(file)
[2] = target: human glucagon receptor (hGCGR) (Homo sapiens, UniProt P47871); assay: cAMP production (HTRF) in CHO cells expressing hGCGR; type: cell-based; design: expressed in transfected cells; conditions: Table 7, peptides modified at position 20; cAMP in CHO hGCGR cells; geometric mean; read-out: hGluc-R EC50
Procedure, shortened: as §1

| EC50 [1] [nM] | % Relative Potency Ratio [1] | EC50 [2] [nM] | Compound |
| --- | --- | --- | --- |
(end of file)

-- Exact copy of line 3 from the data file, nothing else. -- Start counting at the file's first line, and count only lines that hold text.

| EC50 [1] [nM] | % Relative Potency Ratio [1] | EC50 [2] [nM] | Compound |